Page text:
He sat in the sleek black leather chair, overwhelming it with his size and energy. He had piercing eyes and a long gray beard; he wore black. It was not unusual to see someone dressed in this traditional dress in my parents' home. Usually, they were there to collect charity for orphans in Israel, and my parents had their checkbook out. But those men were small in stature and humble. This man was large and angry.
"I want to ask you," he thundered. "What will become of your Yiddishe Neshama?"
It was a good question. I nodded as I sat down on the sofa.
"I don't know," I said.
He looked and me and I gazed back. He sighed. That was it. He had nothing else. He saw that I was facing an abyss, and I didn't care. I really did not know what would happen to my Jewish soul or if I even had one. But regardless, I was going to marry my fiance, Chris.
Events had followed their course: a difficult childhood; the loss of my uncle; estrangement from family; my brother's disappearance; my struggles with depression and anxiety. My friend from Crown Heights had married and moved to Israel. I had broken off my engagement to my Jewish boyfriend and soon afterwards met someone new, a black-eyed musician who sat up all night with me, drinking beer, smoking pot and discussing the universe and esoteric philosophy. He loved me and I finally felt loved. Nothing else compared to that.
And one guy in a black coat, shouting about my soul, wasn't going to change anything.
Eventually, he left and then I left. It was my last visit -- for many, many years -- to my parents' home. I married a non-Jew. They disowned me.
I did see my mother one more time though. While I was on my honeymoon, staying with my new husband in the Adirondacks, a call came through that my grandfather -- my mother's father -- had died. Chris and I drove the six hours to Brooklyn for the funeral. We found a room to stay in -- I don't remember where or how. While Chris waited for me, I went to hold my mother's hand. She cried on my shoulder as they lowered the casket into the ground. I put a rock on my Zeida's grave. Then I went to my uncle's home to sit for a while. And finally, I walked out of that Flatbush home and out of Jewish life for good.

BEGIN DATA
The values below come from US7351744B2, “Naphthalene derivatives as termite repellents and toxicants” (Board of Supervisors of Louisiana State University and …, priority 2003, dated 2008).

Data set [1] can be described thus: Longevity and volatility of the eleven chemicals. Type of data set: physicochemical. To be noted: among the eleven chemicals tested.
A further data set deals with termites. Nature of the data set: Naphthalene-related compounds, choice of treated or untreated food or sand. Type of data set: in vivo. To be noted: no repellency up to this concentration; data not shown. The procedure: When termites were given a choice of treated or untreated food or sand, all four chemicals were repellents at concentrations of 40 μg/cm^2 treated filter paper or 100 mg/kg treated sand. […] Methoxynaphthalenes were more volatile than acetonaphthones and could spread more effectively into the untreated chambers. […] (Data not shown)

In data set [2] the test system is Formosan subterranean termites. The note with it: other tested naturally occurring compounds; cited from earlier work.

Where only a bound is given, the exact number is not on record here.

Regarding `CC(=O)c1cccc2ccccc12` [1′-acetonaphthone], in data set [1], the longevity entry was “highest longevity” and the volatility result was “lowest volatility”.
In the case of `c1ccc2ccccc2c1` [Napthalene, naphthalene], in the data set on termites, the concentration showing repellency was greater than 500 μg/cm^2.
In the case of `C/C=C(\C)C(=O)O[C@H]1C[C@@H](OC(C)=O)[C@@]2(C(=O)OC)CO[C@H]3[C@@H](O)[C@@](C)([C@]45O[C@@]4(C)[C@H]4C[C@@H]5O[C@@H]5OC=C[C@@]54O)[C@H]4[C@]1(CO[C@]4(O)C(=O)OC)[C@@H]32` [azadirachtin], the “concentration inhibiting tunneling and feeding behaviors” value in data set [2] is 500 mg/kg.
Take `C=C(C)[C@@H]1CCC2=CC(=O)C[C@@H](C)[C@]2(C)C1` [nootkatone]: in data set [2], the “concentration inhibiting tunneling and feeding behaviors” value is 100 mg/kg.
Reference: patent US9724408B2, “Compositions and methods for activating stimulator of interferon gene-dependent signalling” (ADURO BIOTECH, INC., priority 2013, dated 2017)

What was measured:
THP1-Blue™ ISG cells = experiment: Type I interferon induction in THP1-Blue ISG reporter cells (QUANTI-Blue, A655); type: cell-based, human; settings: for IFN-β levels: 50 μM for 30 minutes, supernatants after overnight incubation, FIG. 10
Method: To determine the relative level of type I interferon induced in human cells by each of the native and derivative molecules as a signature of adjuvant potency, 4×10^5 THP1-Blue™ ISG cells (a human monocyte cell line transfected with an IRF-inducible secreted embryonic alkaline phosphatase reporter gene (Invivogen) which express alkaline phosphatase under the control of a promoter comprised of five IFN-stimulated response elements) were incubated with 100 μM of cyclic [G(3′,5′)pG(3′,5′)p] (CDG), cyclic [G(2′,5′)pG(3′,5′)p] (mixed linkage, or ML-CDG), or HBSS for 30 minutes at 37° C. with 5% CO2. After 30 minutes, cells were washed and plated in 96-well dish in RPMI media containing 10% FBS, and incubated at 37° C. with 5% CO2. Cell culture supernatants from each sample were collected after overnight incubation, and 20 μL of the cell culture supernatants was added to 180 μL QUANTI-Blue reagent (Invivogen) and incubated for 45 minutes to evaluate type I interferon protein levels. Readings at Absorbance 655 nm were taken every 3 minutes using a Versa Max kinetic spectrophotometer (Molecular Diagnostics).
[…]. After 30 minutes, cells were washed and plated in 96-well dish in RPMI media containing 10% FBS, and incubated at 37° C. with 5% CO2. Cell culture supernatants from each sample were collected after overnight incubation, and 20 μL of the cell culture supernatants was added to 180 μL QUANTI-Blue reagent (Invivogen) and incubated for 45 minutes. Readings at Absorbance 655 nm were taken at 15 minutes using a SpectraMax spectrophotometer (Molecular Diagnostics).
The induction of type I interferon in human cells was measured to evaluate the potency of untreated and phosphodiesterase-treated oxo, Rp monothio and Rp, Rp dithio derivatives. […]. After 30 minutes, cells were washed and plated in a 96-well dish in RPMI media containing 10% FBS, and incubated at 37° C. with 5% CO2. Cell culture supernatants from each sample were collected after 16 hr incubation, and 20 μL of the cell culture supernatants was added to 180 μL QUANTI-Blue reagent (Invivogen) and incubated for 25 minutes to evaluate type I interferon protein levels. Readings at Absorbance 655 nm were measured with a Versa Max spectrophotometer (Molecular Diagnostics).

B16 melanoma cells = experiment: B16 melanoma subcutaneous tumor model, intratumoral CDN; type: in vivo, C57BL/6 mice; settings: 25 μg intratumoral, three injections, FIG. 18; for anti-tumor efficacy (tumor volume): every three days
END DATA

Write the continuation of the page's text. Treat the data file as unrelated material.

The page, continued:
"What will become of your Yiddishe Neshama?" the man in black had asked.
Indeed. Did I have a yiddishe neshama? Was that what made me bristle when the professor dismissed literary antisemitism as "irrelevant"? Or was that just my liberal sensibilities? But my husband was a liberal too, and he saw nothing wrong with the depiction of the evil Jewish money-lender in The House of Mirth while I, again, was offended. Some people would say I just offend easily.
My husband wanted us to have a chanukiah in the house, wanted us to celebrate some Jewish holidays, but I was adamant. I didn't want any halfway, washed-out Judaism. At least I had been brought up with the real thing. I knew what it was, warts and all. I didn't want some white-washed, liberalized, ecumenical version of Jewishness. No, I was out of the Jewish business. It was over; that's it!
"What will become of your Yiddishe Neshama?"
What did become of my Jewish soul? I think it retreated for a while. It watched, eyebrow raised, as I studied for my Ph.D. and then rejected as sheer nonsense what goes into an English literature Ph.D. It watched as I read various New Age books, gleaning some gems from among the dross. And then it came forward, beaming, as I walked into shul and heard "L'chu nirannina l'hashem."
It was there all along. I didn't kill it by marrying a non-Jew. That may sound shocking and terrible, but I believe it is true. I'm not encouraging intermarriage, but having done it once, I think it is time we stopped treating it like Jewish leprosy.
When my parents disowned me, I was relieved at getting closure on years of conflict. For me, it made my relationship to my parents something external to my life. They had abandoned me, it seemed, and so I would get by without them. When they later reconnected with me, after many years, it was not the same. They were my parents, but they were no longer essential to my life. Some rifts are never bridged completely.
Three weeks from now, I'll be in Israel. My mother is gathering up the cousins to see me -- cousins she forbade me from speaking to for many years. That pain, that rejection, is not forgotten. Does my mother think I'll automatically bond again with these cousins of mine? Maybe she doesn't hope for that, maybe she wants to just have some small acknowledgement of family, even if we cannot heal the wounds. We'll see. I'll let my yiddishe neshama guide me.